“Reality has become a parallel universe with photographers returning with different versions of what it truly looks like.”—Philip-Lorca diCorcia
The “truth” is a rather subjective concept. Any and every person, event, and idea is perceived differently and filtered through a million different lenses. There is no definitive black and white truth in this world. Rather, it is differing shades of gray with each shade telling a new and different story on its own. And this is what American photographer Philip-Lorca Di Corcia attempts to capture in his massive portfolio of photographs. He seeks to capture the “truth” of everyday people and get us to view them through a lens that is not our own. In this short essay, I want to go a bit into Philip-Lorca Di Corcia’s personal life and how his photographs convince us to look at his subjects in a way that we wouldn’t normally see them. I also want to go over why I chose diCorcia in specific, discuss one of his most important photographs and what exactly made it such an iconic piece that landed him under critical acclaim.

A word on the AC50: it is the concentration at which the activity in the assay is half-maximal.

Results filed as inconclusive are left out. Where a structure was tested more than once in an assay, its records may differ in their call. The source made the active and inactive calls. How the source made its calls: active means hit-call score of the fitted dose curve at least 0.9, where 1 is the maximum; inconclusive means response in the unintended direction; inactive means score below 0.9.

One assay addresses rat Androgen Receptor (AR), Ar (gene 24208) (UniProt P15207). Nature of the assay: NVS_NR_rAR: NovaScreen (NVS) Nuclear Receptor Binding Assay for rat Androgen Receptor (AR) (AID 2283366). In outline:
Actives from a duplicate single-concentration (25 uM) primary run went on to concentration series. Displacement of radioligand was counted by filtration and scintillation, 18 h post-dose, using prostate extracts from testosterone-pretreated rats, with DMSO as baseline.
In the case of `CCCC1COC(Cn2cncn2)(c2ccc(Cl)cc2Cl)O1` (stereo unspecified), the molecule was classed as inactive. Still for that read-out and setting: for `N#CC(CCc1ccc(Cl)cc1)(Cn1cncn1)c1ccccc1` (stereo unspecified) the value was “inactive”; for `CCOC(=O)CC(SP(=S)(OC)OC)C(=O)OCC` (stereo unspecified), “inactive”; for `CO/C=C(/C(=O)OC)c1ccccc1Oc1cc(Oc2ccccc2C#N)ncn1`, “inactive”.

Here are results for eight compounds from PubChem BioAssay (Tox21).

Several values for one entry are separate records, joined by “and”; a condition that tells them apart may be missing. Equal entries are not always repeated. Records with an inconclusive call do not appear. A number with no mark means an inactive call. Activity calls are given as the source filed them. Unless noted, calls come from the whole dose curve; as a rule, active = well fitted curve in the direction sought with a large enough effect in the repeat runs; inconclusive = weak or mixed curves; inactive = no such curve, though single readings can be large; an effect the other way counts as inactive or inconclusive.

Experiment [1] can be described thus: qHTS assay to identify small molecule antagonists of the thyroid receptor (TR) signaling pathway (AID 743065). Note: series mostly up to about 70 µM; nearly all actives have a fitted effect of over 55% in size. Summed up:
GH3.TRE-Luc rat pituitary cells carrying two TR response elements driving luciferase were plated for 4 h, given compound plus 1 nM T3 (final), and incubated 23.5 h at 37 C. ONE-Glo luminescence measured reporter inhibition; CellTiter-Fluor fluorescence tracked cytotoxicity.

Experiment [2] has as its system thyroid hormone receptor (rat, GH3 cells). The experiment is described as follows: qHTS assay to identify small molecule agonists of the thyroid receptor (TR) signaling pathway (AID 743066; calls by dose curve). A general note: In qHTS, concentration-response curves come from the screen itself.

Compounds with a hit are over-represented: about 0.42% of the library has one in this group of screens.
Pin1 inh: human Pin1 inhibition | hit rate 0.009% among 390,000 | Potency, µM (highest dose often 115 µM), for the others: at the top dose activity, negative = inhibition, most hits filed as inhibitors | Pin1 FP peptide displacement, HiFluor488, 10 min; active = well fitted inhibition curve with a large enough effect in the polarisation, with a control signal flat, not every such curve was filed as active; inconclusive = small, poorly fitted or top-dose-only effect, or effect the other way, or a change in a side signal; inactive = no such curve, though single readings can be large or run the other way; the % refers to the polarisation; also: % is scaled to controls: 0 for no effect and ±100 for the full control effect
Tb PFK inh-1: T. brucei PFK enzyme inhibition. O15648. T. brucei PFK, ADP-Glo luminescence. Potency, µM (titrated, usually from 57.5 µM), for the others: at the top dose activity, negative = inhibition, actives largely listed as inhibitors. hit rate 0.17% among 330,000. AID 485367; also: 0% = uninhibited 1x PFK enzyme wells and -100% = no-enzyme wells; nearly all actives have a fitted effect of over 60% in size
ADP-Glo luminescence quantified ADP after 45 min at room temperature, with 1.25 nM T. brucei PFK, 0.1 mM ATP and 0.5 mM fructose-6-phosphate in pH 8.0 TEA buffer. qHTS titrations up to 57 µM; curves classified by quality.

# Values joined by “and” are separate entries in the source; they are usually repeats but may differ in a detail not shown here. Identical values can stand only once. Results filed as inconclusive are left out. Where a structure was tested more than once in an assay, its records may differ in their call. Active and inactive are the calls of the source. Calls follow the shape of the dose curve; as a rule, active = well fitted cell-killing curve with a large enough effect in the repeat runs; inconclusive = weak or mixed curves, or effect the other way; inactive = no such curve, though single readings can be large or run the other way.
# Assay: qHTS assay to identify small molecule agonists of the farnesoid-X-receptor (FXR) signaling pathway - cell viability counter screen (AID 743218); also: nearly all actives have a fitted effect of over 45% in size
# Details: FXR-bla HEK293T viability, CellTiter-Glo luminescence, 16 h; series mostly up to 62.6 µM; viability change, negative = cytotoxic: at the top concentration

Philip-Lorca diCorcia was born in Connecticut in 1953. While not much is known about his early childhood life, he did study at the Museum of Fine Arts in Boston from 1975 to 1976 and he received his Master of Fine Arts degree from Yale University in 1979. During the late 70s, diCorcia used his friends and family as subjects in his photographs with one of his earliest being Mario in 1978, a photograph which featured diCorcia’s brother sulking and peering into an opened refrigerator. This photograph served as an example of diCorcia’s style of photography which was dominated with themes of loneliness and people looking detached from their societies and emotions. Even more throughout the 70s and 80s, diCorcia’s photos had an almost theatrical and dramatic feeling to them as photos like Fred and Francesco utilized harsh lighting and specific shot compositions in order to give the photos a more cinematic feeling to them. I chose Philip-Lorca Di Corcia because his photos remind me of frames from old Hollywood movies. The way he utilizes hard lighting, specific posing and shot composition and the way he features specific products in his photo like a Pepsi cola or a Del Taco sign remind me of Hollywood movies. His photographs also delve into themes of isolation and loneliness within modern society. The melancholy seen in the faces of his subjects make it seem like the characters in his photos are lost and confused in the rat race of the modern day world. These photos have themes that translate even into today as feelings of being lost, loneliness, and isolation in modern society are issues we all deal with. These photos speak to the struggles of the average person and they give a voice and presence to people who are unheard by society. From the white collar business men to crossdressing male prostitutes, diCorcia wasn’t afraid to delve into and explore the struggles and emotional pain of the unheard. And there is no better photo that demonstrates this than one of his photos from his Hustlers series “Brent Booth; 21 years old; Des Moines, Iowa; $30, 1990/1992”